Last month, the European Commission published the paper Towards an enhanced responsibility of online platforms concerning the fight against illegal
In a decision that will please rights holders, the Court of Justice of the European Union ('CJEU') ruled last week that goods sold by a website based
EU customs authorities are responsible for controlling and detaining those goods suspected of infringing certain intellectual property rights ("IPR")
With numerous multinational companies and copyright holders desperate to stop the steady, and expensive, emergence of internet piracy, it is unsurprising that governments around the world are taking steps to tackle the problem
A Californian jury has ruled that the Android mobile platform, which is operated by Google Inc, infringes copyright relating to the Java programming language, which is owned by Oracle Corp.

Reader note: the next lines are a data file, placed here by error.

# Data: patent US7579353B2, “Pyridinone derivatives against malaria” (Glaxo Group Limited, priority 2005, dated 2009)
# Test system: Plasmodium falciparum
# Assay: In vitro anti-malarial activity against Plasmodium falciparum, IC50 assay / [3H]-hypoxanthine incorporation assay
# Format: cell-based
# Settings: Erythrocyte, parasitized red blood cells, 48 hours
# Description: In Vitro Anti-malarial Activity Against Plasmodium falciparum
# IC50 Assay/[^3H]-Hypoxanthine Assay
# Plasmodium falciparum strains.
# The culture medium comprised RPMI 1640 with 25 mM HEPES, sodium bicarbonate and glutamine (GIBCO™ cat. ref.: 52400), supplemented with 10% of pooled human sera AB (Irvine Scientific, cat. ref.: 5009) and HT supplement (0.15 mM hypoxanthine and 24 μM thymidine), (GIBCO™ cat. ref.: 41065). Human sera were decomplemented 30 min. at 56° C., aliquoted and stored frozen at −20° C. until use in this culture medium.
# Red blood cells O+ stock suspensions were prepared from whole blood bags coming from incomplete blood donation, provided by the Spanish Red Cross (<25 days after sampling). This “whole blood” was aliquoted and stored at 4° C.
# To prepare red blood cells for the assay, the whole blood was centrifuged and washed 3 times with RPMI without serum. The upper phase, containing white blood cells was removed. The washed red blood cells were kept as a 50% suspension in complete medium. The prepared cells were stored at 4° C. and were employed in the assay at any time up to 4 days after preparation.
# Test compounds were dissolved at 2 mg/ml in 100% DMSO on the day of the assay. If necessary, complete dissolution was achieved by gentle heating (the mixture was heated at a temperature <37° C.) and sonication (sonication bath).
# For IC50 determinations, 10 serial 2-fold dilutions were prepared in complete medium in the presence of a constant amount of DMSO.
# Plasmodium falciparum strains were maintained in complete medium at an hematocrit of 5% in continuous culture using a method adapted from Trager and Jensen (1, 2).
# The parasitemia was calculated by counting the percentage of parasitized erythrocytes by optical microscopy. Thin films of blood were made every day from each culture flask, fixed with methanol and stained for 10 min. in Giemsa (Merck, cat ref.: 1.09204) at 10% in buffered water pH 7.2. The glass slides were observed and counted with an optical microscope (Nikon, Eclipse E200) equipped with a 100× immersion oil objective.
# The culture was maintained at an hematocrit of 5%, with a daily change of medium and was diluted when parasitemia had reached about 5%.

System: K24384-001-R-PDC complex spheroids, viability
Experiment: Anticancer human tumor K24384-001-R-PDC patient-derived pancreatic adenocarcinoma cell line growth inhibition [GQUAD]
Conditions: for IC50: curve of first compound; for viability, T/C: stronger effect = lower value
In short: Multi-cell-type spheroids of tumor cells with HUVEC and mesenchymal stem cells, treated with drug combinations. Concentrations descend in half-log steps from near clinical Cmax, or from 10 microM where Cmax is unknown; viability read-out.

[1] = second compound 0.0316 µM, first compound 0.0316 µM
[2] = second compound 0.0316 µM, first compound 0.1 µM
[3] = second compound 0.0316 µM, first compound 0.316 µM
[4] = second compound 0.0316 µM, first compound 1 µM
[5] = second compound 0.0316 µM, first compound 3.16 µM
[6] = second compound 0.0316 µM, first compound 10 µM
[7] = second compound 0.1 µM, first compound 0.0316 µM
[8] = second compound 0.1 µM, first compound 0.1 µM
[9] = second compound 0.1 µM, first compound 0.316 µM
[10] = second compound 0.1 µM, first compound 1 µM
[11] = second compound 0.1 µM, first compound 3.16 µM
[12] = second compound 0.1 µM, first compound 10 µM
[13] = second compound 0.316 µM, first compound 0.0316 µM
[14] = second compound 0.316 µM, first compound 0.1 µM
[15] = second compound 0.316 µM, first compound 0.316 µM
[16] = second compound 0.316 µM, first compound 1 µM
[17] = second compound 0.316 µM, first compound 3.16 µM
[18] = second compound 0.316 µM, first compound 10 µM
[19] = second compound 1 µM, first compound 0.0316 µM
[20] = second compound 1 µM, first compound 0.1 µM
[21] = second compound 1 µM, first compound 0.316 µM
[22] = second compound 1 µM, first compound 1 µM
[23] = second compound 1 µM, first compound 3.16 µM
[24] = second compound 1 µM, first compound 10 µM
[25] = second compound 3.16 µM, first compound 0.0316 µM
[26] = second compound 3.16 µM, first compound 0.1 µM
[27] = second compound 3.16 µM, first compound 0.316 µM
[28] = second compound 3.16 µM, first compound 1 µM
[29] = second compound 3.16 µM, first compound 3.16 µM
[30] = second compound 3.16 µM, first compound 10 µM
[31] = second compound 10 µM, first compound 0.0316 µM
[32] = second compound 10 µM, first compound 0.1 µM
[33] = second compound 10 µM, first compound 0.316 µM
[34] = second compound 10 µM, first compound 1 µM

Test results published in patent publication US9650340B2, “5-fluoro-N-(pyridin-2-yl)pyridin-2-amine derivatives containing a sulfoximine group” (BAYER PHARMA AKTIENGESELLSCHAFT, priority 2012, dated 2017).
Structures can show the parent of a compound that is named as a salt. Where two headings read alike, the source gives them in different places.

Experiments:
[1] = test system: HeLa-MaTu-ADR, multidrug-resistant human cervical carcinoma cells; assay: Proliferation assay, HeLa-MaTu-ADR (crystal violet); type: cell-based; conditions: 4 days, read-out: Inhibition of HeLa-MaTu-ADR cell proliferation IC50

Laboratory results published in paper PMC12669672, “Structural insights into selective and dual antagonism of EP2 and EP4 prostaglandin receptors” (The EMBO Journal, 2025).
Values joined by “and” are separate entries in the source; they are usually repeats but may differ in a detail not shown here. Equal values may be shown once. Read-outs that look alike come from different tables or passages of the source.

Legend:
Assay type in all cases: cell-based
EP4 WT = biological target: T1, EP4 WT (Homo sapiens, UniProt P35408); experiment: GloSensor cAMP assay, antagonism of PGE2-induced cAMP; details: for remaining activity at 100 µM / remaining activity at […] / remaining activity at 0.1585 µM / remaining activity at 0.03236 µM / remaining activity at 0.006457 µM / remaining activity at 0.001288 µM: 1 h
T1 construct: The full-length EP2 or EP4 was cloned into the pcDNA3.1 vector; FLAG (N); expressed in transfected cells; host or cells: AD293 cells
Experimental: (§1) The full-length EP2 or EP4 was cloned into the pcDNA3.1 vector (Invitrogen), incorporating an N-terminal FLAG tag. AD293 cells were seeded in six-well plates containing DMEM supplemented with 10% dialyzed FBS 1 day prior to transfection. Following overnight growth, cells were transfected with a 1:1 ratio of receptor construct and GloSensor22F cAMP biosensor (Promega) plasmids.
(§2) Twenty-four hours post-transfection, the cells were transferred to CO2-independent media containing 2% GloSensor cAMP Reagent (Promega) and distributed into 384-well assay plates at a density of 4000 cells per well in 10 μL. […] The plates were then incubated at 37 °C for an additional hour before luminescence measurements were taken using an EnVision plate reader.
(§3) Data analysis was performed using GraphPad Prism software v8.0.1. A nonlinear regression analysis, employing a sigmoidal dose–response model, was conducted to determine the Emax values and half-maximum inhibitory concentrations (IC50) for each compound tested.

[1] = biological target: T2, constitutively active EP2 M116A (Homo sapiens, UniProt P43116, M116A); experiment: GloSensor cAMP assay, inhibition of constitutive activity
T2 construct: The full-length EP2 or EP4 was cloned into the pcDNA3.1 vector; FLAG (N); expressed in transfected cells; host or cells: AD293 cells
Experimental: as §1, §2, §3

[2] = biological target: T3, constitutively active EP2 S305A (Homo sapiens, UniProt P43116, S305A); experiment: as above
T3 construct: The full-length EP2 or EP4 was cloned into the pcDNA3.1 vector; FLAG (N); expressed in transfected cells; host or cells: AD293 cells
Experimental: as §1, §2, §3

The Stop Online Piracy Act (“SOPA”) was a United States bill introduced to extend the reach of U.S. law to combat online trafficking of intellectual property and counterfeit goods outside U.S. jurisdiction.
The English Court of Appeal has ruled against BT and TalkTalk in their battle against provisions of the Digital Economy Act 2010 (the “Act”), paving the way for Government Ministers to instruct OFCOM, the media regulator, to enforce the statute.
In our January E-Bulletin we reported to you that the High Court had allowed BT and Talk Talk to apply for judicial review of certain parts of the Digital Economy Act 2010 (the Act) and the Copyright (Initial Obligations)(Sharing of Costs) Order 2011 which is currently before Parliament (the draft Order).
The House of Commons Culture, Media and Sport Select Committee has extended the deadline for written submissions to its inquiry into the protection of intellectual property rights online until 23 March 2011 following the decision of the High Court to allow BT and Talk Talk to apply for judicial review of certain parts of the Digital Economy Act 2010 (the Act).
In December the General Court of the European Union ordered the European Commission to pay 12 million in damages to Systran, a software developer.